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Original Research: Pulmonary Vascular Disease |

Signs of Right Ventricular Deterioration in Clinically Stable Patients With Pulmonary Arterial HypertensionHeart Failure in Pulmonary Arterial Hypertension

Mariëlle C. van de Veerdonk, MD; J. Tim Marcus, PhD; Nico Westerhof, PhD; Frances S. de Man, PhD; Anco Boonstra, MD, PhD; Martijn W. Heymans, PhD; Harm-Jan Bogaard, MD, PhD; Anton Vonk Noordegraaf, MD, PhD
Author and Funding Information

From the Department of Pulmonary Diseases (Drs van de Veerdonk, de Man, Boonstra, Bogaard, and Vonk Noordegraaf), Department of Physics and Medical Technology (Dr Marcus), Department of Physiology (Dr Westerhof), and Department of Biostatistics and Epidemiology (Dr Heymans), Institute for Cardiovascular Research, VU University Medical Center, Amsterdam, The Netherlands.

CORRESPONDENCE TO: Anton Vonk Noordegraaf, MD, PhD, Department of Pulmonary Diseases, VU University Medical Center, De Boelelaan 1117, 1081 HV Amsterdam, The Netherlands; e-mail: a.vonk@vumc.nl


FUNDING/SUPPORT: Drs de Man and Vonk Noordegraaf were financially supported by Vidi [91.796.306] and Veni [016.146.099] grants from the Dutch Foundation for Scientific Research (NWO). Drs de Man, Bogaard, and Vonk-Noordegraaf were further supported by CardioVasculair Onderzoek Nederland [CVON 2012-08].

Reproduction of this article is prohibited without written permission from the American College of Chest Physicians. See online for more details.


Chest. 2015;147(4):1063-1071. doi:10.1378/chest.14-0701
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BACKGROUND:  Even after years of stable response to therapy, patients with idiopathic pulmonary arterial hypertension (IPAH) may show an unexpected clinical deterioration due to progressive right ventricular (RV) failure. Therefore, the aim of this study was to assess in 5-year clinically stable patients with IPAH whether initial differences or subsequent changes in RV volumes precede late clinical progression.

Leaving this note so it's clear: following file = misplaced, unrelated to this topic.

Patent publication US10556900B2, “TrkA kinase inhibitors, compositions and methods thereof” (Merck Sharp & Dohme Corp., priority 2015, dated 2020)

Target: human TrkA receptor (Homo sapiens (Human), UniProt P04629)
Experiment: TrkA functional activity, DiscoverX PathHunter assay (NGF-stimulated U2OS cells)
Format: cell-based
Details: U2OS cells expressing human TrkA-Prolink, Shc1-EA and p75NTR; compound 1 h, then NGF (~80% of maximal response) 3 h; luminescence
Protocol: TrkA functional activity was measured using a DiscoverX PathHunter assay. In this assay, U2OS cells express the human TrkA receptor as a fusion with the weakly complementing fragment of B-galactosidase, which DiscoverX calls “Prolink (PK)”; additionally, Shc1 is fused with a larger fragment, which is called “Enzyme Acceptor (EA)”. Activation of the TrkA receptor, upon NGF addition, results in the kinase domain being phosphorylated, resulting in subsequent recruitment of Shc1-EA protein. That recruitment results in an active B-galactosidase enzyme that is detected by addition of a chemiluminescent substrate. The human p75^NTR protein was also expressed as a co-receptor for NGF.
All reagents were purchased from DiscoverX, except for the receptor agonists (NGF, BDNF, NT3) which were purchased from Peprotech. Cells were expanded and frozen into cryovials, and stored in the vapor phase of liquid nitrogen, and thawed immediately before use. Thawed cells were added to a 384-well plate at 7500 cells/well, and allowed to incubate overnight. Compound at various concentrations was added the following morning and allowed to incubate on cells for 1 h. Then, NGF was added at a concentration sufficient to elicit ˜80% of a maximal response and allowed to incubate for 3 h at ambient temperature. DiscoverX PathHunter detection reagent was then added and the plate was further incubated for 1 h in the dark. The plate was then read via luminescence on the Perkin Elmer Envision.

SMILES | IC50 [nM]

METHODS:  Included were 22 clinically stable patients with IPAH as reflected by stable or improving New York Heart Association functional class II-III and exercise capacity during 5 years of follow-up. Twelve patients subsequently remained stable during a total follow-up of 10 years, whereas 10 other patients showed late progression leading to death or lung transplantation after a follow-up of 8 years. All patients underwent right-sided heart catheterization and cardiac MRI at baseline and at 1½, 3½, 6½, and, if still alive, 10 years follow-up.

RESULTS:  Baseline hemodynamics were comparable in both groups and remained unchanged during the entire follow-up period. Baseline RV end-systolic volume (RVESV) was higher and RV ejection fraction (RVEF) was lower in late-progressive patients. Late-progressive patients demonstrated a gradually increased RV end-diastolic volume and RVESV and a decline in RVEF, whereas long-term stable patients did not show any RV changes.

CONCLUSIONS:  In patients with stable IPAH for 5 years, subsequent late disease progression is preceded by changes in RV volumes. The results indicate that monitoring RV volumes anticipates clinical worsening, even at a time of apparent clinical stability.

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